I grew up in a lower middle class, blue collar neighborhood. My group of friends were the trouble-makers in our elementary school. Whenever something went wrong without a definite perpetrator, we were all called into the Principal’s office. We were made to wait in a group, then one by one we were called in and soaked for the truth until somebody cracked.
One morning we were again sitting in the office, each of us waiting for our turn. As it happened, I was called first. Instead of coming straight out and asking me what I knew, Mr. Michaels, our Principal, said, “Where is God in all this? Where is God?” I sat there, not sure in my 10-year old mind how to respond, so I said nothing. He asked the question again, “where is God?” When my silence continued, he told me to go back out in the hall and think about it.
Back out in the hall the other boys were keen to know what he asked and what had happened. I shrugged and said, “Apparently, God is missing and they think we had something to do with it!”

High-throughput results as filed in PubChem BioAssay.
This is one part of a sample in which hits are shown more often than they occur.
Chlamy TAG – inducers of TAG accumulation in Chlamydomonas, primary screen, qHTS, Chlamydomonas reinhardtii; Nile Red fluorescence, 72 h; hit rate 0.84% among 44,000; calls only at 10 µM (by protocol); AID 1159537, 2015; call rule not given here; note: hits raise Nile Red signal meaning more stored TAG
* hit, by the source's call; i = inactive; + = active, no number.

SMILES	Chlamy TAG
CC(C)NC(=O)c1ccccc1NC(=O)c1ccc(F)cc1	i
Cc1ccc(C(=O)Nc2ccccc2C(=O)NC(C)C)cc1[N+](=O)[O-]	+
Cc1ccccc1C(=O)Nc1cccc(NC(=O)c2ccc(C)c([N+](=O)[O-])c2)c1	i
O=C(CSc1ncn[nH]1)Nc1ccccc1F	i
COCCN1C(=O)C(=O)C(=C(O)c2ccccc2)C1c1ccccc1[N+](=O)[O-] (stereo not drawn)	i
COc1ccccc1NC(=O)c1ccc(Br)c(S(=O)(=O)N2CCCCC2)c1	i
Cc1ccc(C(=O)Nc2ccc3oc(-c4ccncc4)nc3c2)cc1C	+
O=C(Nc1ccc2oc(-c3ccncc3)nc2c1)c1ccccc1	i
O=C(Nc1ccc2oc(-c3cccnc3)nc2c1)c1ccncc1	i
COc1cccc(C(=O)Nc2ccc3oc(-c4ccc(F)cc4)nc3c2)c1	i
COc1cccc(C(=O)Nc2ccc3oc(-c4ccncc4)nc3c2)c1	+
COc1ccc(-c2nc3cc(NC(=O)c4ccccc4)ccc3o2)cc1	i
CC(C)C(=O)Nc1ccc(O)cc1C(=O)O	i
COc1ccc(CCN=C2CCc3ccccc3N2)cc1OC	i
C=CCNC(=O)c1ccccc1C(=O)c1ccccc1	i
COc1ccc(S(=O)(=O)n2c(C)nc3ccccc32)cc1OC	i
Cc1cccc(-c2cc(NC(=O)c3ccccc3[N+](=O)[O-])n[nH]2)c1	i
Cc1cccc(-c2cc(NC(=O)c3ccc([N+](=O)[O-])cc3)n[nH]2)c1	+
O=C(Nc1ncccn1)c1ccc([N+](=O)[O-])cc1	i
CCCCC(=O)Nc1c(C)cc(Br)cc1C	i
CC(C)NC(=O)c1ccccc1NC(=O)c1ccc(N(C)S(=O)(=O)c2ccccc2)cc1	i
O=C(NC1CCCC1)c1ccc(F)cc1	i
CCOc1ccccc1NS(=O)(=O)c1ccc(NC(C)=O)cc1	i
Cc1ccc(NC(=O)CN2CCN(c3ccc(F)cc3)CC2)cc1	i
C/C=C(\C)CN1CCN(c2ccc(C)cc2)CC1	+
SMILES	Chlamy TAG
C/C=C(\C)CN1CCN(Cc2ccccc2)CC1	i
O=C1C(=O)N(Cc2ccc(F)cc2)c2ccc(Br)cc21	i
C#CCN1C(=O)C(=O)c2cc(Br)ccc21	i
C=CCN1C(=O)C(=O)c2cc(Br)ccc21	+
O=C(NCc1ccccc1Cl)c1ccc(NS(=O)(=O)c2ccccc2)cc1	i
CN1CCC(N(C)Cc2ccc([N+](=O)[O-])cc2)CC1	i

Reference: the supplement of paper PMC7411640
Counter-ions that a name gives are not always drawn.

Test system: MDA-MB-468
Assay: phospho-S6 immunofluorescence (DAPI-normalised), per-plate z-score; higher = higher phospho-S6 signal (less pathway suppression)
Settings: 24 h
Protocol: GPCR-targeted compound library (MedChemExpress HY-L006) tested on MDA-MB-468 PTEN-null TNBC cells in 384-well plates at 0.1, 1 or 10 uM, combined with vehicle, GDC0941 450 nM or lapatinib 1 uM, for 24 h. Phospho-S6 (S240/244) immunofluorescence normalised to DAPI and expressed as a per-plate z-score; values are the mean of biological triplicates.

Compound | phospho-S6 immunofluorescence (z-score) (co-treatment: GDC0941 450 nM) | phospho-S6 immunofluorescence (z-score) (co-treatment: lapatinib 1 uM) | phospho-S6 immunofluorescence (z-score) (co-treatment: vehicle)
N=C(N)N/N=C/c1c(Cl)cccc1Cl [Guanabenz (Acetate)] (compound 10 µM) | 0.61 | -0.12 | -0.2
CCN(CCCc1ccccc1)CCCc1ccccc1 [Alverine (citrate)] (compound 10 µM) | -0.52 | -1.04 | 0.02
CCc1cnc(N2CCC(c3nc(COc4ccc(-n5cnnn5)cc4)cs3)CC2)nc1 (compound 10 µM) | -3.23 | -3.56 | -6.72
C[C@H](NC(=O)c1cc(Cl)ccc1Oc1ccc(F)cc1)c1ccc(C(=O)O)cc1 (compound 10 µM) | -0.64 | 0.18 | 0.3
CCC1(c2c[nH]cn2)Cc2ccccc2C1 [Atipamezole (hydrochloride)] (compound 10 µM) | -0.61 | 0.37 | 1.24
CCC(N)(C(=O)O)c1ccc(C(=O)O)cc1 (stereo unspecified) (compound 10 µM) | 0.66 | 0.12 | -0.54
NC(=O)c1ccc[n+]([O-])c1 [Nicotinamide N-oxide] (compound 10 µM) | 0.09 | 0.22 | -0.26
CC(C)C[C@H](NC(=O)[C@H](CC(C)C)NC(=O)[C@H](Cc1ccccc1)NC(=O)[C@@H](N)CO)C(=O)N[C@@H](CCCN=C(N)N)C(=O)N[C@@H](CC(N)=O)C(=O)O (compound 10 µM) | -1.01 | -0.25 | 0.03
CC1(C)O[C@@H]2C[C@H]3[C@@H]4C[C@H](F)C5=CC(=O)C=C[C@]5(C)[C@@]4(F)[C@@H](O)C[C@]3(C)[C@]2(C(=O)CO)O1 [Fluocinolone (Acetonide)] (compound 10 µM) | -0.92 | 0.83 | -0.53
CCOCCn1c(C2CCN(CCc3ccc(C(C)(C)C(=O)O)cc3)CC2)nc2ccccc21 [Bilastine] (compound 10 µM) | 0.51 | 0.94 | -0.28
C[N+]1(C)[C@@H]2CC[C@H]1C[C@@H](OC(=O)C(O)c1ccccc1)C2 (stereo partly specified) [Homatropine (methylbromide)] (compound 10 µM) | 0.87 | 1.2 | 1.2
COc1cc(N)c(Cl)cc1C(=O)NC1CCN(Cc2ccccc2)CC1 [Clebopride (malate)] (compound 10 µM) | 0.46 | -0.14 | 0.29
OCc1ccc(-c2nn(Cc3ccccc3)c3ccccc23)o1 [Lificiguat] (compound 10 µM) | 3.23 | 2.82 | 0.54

Obviously, that was a joke to set up my point. Personal perspective can cause us to see and hear things only from our own myopic viewpoint. So much so that we can’t see or hear the overall truth.
What do good salespeople need to do when a client can’t see beyond the fence of their own negative circumstances? What should we do when our customers have become so inured to, so accustomed to their hardship, difficulty, or pain, they can’t appreciate the positive solution we offer, even though it will absolutely transform their life?
While there’s no magic bullet, there are some approaches we can take to help them see their way through.
There’s the set-up. Log in to my next installment as we start looking into the ways we can open our customer’s minds to the truth we’re offering.